By Tyler C. Cooper, MD/MPH
Despite the demands placed on top executives, it’s no surprise that as a whole many in corporate America are not always inclined to incorporate exercise and good nutrition into their daily routine as much and as often as they should. As a physician to many leading Texas CEOs, I see it every day.
Today’s business leaders face a unique set of daily challenges – heavy travel, high-stress situations, irregular eating and exercise habits and a never-ending schedule of meetings. As a result, an executive’s health and personal achievements are often times derailed by professional challenges. Thanks to scientific research, we know the overall health benefits of staying fit; a reduced incidence of heart disease, lower cancer risk, better weight control and the ability to cope with stress.
Fitness helps everyone live longer – moderate levels of exercise decrease the risk of dying from any cause by 58 percent, and lengthens our lifespan by six to nine years. We call it “squaring off the curve,” or living a long healthy life to the fullest and then dying suddenly. It’s shocking, but it’s much better than the alternative of slowly losing functional capacity with age. Who wouldn’t rather spend their last ten years traveling or playing with the grandkids versus declining slowly in a nursing home? Preventive medicine allows us to live a low-risk lifestyle where quantity and quality of life are fulfilled.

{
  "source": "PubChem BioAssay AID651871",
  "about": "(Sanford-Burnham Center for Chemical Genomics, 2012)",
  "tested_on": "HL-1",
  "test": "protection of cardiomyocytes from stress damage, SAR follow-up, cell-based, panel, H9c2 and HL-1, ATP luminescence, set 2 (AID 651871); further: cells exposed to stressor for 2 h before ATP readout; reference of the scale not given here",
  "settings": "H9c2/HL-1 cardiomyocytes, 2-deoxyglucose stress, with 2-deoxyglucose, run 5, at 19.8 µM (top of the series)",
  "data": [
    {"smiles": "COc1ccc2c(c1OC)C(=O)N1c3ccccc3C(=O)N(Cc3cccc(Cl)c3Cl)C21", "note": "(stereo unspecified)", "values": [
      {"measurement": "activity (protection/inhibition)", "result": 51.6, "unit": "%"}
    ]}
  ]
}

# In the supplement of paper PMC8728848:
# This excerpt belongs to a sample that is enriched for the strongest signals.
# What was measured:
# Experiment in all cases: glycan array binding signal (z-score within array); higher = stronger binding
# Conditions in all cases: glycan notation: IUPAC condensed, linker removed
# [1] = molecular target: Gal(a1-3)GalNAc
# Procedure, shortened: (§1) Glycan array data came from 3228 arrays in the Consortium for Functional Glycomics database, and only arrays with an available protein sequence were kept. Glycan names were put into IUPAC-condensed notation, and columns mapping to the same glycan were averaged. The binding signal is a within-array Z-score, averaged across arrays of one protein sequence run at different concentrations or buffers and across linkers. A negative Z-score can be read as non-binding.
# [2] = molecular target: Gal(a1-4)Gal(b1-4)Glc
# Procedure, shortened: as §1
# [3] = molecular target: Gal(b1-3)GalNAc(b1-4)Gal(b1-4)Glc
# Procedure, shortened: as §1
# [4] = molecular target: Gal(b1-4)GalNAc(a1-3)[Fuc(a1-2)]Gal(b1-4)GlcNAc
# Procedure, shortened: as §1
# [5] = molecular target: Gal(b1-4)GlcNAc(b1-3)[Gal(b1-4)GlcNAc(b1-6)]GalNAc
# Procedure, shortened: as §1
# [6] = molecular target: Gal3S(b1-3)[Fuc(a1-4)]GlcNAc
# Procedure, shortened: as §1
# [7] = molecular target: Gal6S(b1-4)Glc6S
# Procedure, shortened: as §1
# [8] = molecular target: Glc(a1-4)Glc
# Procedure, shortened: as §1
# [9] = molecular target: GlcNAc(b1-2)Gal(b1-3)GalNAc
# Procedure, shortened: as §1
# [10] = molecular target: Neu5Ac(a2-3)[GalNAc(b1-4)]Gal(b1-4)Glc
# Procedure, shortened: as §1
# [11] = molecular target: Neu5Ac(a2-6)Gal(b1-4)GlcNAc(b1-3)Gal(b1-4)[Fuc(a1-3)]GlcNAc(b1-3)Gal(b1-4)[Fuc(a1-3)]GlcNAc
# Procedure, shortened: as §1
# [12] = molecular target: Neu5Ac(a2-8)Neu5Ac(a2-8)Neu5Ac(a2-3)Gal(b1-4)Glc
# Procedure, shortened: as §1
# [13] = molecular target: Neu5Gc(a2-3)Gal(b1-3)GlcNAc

For both the business and the body, it’s vital to have a healthy process for achieving goals. A key factor in the success of a company’s health is instilling the same passion in its leaders, and it often starts with the CEO.
A Sound Business Decision
Beyond the obvious health benefits of an active lifestyle, ensuring the health of an executive is a sound business decision. With power comes intense pressure to deliver and exceed target objectives. What many leaders don’t realize is a rather compelling benefit that hits them and companies right in their wallets: The more fit, the better the job performance. These two things are inextricably linked – personal health absolutely influences professional performance. Getting fit can help people excel at work, be better leaders and perform daily tasks with more energy, focus and creativity.